- Tiepolo, Allegory of Love and Time, 1754, Italy
- Joshua Reynolds, Sir Banastre Tarleton, 1782, London
- Thomas Gainsborough, The Morning Walk, 1786, London
- Goya, The Duke of Wellington, 1812, Spain and France
- This is a sad painting. Its full name is The Fighting Temeraire tugged to her last Berth to be broken up as scrap. This is the last journey for one of the great warships that had fought for England against the French Fleet at the Battle of Trafalgar. Her tall elegant shape makes a contrast to the dirty black tugboat with smoking funnel that is towing her away. Turner, who was expert at painting the sea, the sky and the weather, has placed the moon in the sky near the sailing ship. The moon is in its last phase. On the other side of the picture, the sun rises with a red glow like fire on the water. The waning moon is the symbol of the passing of the age of great sailing ships. The blazing sun on the water is the symbol of the new age of the steam engine.
- Constable, The Haywain, 1821, Suffolk
- Ingres, Madame Moitessier, 1856, Paris
- Courbet, Women on the Bank of the Seine, 1857, France
- Henri Fantin-Latour, Apples on a Dish, 1861, France
- This picture is a still life. In the Renaissance, carvings of still lifes were often part of the wooden decoration inside important rooms in a palace. In the 1600s and 1700s paintings of still lifes also became common and were most often seen in the dining room, where fruit, flowers and animals that had been killed for meat were fashionable decoration. In the 1800s many artists like Fantin-Latour painted small still lifes like this one to practice their skills at arranging a picture, at studying light and at studying texture. Many artists also painted still lifes because they were too poor to pay for an artist's model, or the weather was too bad to paint landscapes. Fantin-Latour did a large number of small pictures like this. He has arranged four apples of different colours and shapes and has made a study of how the light looks on their curved surfaces.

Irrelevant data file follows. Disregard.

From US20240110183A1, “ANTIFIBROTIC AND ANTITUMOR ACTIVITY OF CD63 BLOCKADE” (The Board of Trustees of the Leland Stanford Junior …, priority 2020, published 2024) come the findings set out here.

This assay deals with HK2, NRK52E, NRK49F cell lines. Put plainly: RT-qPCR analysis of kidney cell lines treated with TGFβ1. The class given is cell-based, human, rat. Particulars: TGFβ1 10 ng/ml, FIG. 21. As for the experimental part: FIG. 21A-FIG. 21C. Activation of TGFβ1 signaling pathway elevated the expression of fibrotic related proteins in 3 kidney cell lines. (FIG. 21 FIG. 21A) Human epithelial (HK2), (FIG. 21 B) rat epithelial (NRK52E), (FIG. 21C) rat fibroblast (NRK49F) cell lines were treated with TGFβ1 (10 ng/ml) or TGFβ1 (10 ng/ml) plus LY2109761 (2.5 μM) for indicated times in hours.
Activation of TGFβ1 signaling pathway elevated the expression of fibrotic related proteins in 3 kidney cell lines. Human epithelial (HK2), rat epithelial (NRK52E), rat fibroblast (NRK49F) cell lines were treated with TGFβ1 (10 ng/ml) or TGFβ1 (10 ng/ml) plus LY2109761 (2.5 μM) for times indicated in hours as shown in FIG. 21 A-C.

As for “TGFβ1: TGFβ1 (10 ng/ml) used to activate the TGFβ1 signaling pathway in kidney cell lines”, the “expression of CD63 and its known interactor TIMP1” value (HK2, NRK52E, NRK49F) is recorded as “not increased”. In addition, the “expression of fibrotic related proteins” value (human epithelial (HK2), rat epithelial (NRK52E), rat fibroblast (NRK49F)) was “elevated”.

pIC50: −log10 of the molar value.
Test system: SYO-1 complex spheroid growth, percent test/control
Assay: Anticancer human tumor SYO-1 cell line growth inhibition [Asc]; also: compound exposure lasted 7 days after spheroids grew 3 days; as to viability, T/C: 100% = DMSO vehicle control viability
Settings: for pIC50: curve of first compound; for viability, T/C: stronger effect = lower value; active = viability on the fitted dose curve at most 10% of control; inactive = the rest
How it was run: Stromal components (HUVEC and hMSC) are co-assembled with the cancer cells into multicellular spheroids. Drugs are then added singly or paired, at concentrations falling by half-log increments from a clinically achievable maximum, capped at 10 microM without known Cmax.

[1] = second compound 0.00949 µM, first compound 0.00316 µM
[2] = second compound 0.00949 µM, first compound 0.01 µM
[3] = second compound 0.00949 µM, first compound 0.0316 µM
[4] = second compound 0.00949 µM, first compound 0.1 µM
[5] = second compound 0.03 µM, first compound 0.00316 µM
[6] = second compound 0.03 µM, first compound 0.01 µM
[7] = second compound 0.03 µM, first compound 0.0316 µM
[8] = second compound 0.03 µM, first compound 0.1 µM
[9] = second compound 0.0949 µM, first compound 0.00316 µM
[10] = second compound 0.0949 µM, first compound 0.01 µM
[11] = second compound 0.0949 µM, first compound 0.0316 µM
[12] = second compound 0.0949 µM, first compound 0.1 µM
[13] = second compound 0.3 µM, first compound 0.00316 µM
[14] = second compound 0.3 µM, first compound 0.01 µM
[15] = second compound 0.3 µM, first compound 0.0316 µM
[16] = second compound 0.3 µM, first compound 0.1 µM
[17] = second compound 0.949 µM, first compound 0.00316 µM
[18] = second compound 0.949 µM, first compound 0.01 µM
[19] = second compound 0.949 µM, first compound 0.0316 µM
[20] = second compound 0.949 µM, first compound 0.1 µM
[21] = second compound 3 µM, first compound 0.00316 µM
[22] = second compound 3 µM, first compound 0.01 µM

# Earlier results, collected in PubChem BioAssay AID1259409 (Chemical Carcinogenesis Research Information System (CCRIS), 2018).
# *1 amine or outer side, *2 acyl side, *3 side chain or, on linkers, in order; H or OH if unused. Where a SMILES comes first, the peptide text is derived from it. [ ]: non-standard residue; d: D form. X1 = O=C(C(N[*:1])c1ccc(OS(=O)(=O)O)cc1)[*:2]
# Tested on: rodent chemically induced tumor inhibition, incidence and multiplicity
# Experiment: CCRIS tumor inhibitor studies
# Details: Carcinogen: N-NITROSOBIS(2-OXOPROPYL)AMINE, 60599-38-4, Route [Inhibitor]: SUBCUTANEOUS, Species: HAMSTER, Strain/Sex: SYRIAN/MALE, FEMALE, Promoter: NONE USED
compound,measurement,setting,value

- Manet, The Waitress, 1879, Paris
- Claude Monet, The Houses of Parliament, London, French painter. See below.
- Renoir, The Umbrellas, c.1880, France
- Seurat was a friend of the French Impressionist painters. He had a theory that all colour was made up of lots of colours which were sorted out when light passed into the eye. He experimented with colour by painting in tiny dots. His style of painting is called Pointillism. This large painting took a long time to do. Even though it is an outdoor scene with lots of figures, it is very still, as if time has stopped. When the painting is looked at closely, it can be seen that even the parts that seem white or black are made of hundreds of tiny dots of colour.
- Vincent van Gogh had a difficult and troubled life. He was born in Holland but went to paint in France. He had very few friends and had difficulty selling his paintings. Luckily he had the support of his brother Theo and a doctor for whom he painted pictures. This landscape is a good example of his style. In the painting, everything seems to have a life of its own. The clouds are like great beasts that roll across the sky, the waving grain reaches out like hands, the mountains are rumbling and the cypress pine looks quite dangerous. Vincent used each brush stroke to help create this flame-like movement. Another important thing in this painting is contrast. The colours change from warm reddish-orange to ice-blue. The big dark tree to the right is in tonal contrast with the white clouds. The vertical direction of the tree is in contrast to the horizontal direction of the landscape. In 1890, Vincent took his own life after painting hundreds of pictures in only five years.
- Henri Toulouse-Lautrec, Woman in the Garden, 1891, France
- Douanier Rousseau, Tiger frightened by a Storm, 1891, Paris
- Gustav Klimt, Portrait of Hermine Gallia, 1904, Vienna
Images for kids
Mantegna's Madonna and Child is a symmetrical arrangement. c.1478
Robert Campin's Madonna and Child is asymmetrical. 1430
Michelangelo's way of painting figures was copied by other artists. c.1505
Leonardo drew this cartoon with a wild landscape in the background. c.1500
Patinir painted rocky landscapes like Leonardo. c.1520
Formal portrait- Giovanni Bellini painted this portrait of the Duke of Venice. 1501
Self portrait- Rembrandt had seen portraits by Raphael and Titian. c.1640
Interiors- Vermeer painted scenes of Dutch homelife. c.1670
Constable painted landscapes using small studies that he did outdoors. c.1820
Monet painted outdoors to catch the changing light. c.1880?
Degas' paintings of people doing ordinary things are like snapshots. c.1880
The Baptism of Christ by Piero della Francesca, one of Eastlake's purchases.
The piano nobile and ground floor of Wilkins's building, before expansion. Note the passageways behind the east and west porticoes. Areas shaded in pink were used by the Royal Academy until 1868.
National Gallery, London Facts for Kids. Kiddle Encyclopedia.